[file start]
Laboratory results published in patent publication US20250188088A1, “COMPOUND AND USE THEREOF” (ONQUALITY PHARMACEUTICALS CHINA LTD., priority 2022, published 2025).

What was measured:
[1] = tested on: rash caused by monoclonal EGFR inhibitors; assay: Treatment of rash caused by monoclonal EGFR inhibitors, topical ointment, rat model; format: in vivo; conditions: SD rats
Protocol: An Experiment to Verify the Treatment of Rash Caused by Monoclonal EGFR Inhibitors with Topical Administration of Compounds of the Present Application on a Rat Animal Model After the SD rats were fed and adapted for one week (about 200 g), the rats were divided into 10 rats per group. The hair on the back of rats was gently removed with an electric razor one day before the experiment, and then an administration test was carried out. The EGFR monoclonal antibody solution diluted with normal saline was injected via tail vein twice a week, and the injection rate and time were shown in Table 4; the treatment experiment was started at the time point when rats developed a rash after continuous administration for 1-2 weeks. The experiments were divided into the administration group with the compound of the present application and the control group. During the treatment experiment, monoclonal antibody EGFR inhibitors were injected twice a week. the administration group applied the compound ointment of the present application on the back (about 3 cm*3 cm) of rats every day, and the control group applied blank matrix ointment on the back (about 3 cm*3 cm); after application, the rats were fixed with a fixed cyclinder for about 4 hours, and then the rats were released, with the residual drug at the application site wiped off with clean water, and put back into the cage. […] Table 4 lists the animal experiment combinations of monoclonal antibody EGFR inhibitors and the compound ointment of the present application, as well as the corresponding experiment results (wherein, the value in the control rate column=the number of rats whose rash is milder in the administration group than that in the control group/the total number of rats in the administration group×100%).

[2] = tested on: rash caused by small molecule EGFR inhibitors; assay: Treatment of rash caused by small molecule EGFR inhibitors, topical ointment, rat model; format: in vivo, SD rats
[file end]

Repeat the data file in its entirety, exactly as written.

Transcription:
Laboratory results published in patent publication US20250188088A1, “COMPOUND AND USE THEREOF” (ONQUALITY PHARMACEUTICALS CHINA LTD., priority 2022, published 2025).

What was measured:
[1] = tested on: rash caused by monoclonal EGFR inhibitors; assay: Treatment of rash caused by monoclonal EGFR inhibitors, topical ointment, rat model; format: in vivo; conditions: SD rats
Protocol: An Experiment to Verify the Treatment of Rash Caused by Monoclonal EGFR Inhibitors with Topical Administration of Compounds of the Present Application on a Rat Animal Model After the SD rats were fed and adapted for one week (about 200 g), the rats were divided into 10 rats per group. The hair on the back of rats was gently removed with an electric razor one day before the experiment, and then an administration test was carried out. The EGFR monoclonal antibody solution diluted with normal saline was injected via tail vein twice a week, and the injection rate and time were shown in Table 4; the treatment experiment was started at the time point when rats developed a rash after continuous administration for 1-2 weeks. The experiments were divided into the administration group with the compound of the present application and the control group. During the treatment experiment, monoclonal antibody EGFR inhibitors were injected twice a week. the administration group applied the compound ointment of the present application on the back (about 3 cm*3 cm) of rats every day, and the control group applied blank matrix ointment on the back (about 3 cm*3 cm); after application, the rats were fixed with a fixed cyclinder for about 4 hours, and then the rats were released, with the residual drug at the application site wiped off with clean water, and put back into the cage. […] Table 4 lists the animal experiment combinations of monoclonal antibody EGFR inhibitors and the compound ointment of the present application, as well as the corresponding experiment results (wherein, the value in the control rate column=the number of rats whose rash is milder in the administration group than that in the control group/the total number of rats in the administration group×100%).

[2] = tested on: rash caused by small molecule EGFR inhibitors; assay: Treatment of rash caused by small molecule EGFR inhibitors, topical ointment, rat model; format: in vivo, SD rats